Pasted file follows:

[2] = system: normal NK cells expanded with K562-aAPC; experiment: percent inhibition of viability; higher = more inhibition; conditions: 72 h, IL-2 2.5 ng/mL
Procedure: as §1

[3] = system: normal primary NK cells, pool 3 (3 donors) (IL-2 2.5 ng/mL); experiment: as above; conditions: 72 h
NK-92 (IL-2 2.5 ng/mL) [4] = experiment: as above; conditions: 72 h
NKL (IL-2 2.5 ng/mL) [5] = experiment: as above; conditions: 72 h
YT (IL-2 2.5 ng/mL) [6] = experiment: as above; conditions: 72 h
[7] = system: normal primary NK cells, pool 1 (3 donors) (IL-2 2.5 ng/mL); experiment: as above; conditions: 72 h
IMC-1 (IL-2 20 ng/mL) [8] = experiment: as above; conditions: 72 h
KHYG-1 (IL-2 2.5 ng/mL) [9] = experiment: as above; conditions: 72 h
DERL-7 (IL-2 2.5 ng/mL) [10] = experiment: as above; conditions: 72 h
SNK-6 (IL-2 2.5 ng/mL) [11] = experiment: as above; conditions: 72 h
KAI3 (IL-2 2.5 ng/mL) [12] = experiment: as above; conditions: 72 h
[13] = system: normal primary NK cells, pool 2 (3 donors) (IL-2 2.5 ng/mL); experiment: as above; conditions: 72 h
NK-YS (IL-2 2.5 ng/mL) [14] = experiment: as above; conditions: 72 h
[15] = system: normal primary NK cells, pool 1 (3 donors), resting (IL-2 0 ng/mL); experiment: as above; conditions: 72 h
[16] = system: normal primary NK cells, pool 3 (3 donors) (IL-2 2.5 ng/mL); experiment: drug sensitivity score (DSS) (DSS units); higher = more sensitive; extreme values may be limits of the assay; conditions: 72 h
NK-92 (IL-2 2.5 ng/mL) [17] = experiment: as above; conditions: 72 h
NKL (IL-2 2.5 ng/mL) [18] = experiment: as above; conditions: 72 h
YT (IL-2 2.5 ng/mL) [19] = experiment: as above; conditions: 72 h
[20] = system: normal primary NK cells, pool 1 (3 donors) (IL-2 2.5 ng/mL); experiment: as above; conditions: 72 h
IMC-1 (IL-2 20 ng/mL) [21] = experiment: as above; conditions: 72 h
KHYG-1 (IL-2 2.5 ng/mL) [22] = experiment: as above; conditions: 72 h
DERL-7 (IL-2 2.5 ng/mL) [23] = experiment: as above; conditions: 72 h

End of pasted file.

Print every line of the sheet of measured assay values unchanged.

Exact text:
[2] = system: normal NK cells expanded with K562-aAPC; experiment: percent inhibition of viability; higher = more inhibition; conditions: 72 h, IL-2 2.5 ng/mL
Procedure: as §1

[3] = system: normal primary NK cells, pool 3 (3 donors) (IL-2 2.5 ng/mL); experiment: as above; conditions: 72 h
NK-92 (IL-2 2.5 ng/mL) [4] = experiment: as above; conditions: 72 h
NKL (IL-2 2.5 ng/mL) [5] = experiment: as above; conditions: 72 h
YT (IL-2 2.5 ng/mL) [6] = experiment: as above; conditions: 72 h
[7] = system: normal primary NK cells, pool 1 (3 donors) (IL-2 2.5 ng/mL); experiment: as above; conditions: 72 h
IMC-1 (IL-2 20 ng/mL) [8] = experiment: as above; conditions: 72 h
KHYG-1 (IL-2 2.5 ng/mL) [9] = experiment: as above; conditions: 72 h
DERL-7 (IL-2 2.5 ng/mL) [10] = experiment: as above; conditions: 72 h
SNK-6 (IL-2 2.5 ng/mL) [11] = experiment: as above; conditions: 72 h
KAI3 (IL-2 2.5 ng/mL) [12] = experiment: as above; conditions: 72 h
[13] = system: normal primary NK cells, pool 2 (3 donors) (IL-2 2.5 ng/mL); experiment: as above; conditions: 72 h
NK-YS (IL-2 2.5 ng/mL) [14] = experiment: as above; conditions: 72 h
[15] = system: normal primary NK cells, pool 1 (3 donors), resting (IL-2 0 ng/mL); experiment: as above; conditions: 72 h
[16] = system: normal primary NK cells, pool 3 (3 donors) (IL-2 2.5 ng/mL); experiment: drug sensitivity score (DSS) (DSS units); higher = more sensitive; extreme values may be limits of the assay; conditions: 72 h
NK-92 (IL-2 2.5 ng/mL) [17] = experiment: as above; conditions: 72 h
NKL (IL-2 2.5 ng/mL) [18] = experiment: as above; conditions: 72 h
YT (IL-2 2.5 ng/mL) [19] = experiment: as above; conditions: 72 h
[20] = system: normal primary NK cells, pool 1 (3 donors) (IL-2 2.5 ng/mL); experiment: as above; conditions: 72 h
IMC-1 (IL-2 20 ng/mL) [21] = experiment: as above; conditions: 72 h
KHYG-1 (IL-2 2.5 ng/mL) [22] = experiment: as above; conditions: 72 h
DERL-7 (IL-2 2.5 ng/mL) [23] = experiment: as above; conditions: 72 h